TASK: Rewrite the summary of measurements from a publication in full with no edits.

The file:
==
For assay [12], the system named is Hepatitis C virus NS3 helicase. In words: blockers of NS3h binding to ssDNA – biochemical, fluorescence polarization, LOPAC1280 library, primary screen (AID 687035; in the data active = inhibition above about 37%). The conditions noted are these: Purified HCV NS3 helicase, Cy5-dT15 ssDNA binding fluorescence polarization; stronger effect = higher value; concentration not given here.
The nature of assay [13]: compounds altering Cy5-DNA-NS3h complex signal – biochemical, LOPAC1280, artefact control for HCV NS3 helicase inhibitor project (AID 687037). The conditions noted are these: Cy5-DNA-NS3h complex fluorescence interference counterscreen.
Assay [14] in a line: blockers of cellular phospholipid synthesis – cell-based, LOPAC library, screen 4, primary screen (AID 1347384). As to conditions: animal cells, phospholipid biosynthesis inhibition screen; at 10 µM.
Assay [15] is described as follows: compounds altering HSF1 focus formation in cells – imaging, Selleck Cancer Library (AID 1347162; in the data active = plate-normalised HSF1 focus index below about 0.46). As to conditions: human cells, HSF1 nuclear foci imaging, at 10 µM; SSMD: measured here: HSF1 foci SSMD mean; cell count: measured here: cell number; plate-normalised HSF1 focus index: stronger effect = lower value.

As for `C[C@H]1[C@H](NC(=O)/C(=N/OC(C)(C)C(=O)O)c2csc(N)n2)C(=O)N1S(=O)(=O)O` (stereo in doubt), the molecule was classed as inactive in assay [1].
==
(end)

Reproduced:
For assay [12], the system named is Hepatitis C virus NS3 helicase. In words: blockers of NS3h binding to ssDNA – biochemical, fluorescence polarization, LOPAC1280 library, primary screen (AID 687035; in the data active = inhibition above about 37%). The conditions noted are these: Purified HCV NS3 helicase, Cy5-dT15 ssDNA binding fluorescence polarization; stronger effect = higher value; concentration not given here.
The nature of assay [13]: compounds altering Cy5-DNA-NS3h complex signal – biochemical, LOPAC1280, artefact control for HCV NS3 helicase inhibitor project (AID 687037). The conditions noted are these: Cy5-DNA-NS3h complex fluorescence interference counterscreen.
Assay [14] in a line: blockers of cellular phospholipid synthesis – cell-based, LOPAC library, screen 4, primary screen (AID 1347384). As to conditions: animal cells, phospholipid biosynthesis inhibition screen; at 10 µM.
Assay [15] is described as follows: compounds altering HSF1 focus formation in cells – imaging, Selleck Cancer Library (AID 1347162; in the data active = plate-normalised HSF1 focus index below about 0.46). As to conditions: human cells, HSF1 nuclear foci imaging, at 10 µM; SSMD: measured here: HSF1 foci SSMD mean; cell count: measured here: cell number; plate-normalised HSF1 focus index: stronger effect = lower value.

As for `C[C@H]1[C@H](NC(=O)/C(=N/OC(C)(C)C(=O)O)c2csc(N)n2)C(=O)N1S(=O)(=O)O` (stereo in doubt), the molecule was classed as inactive in assay [1].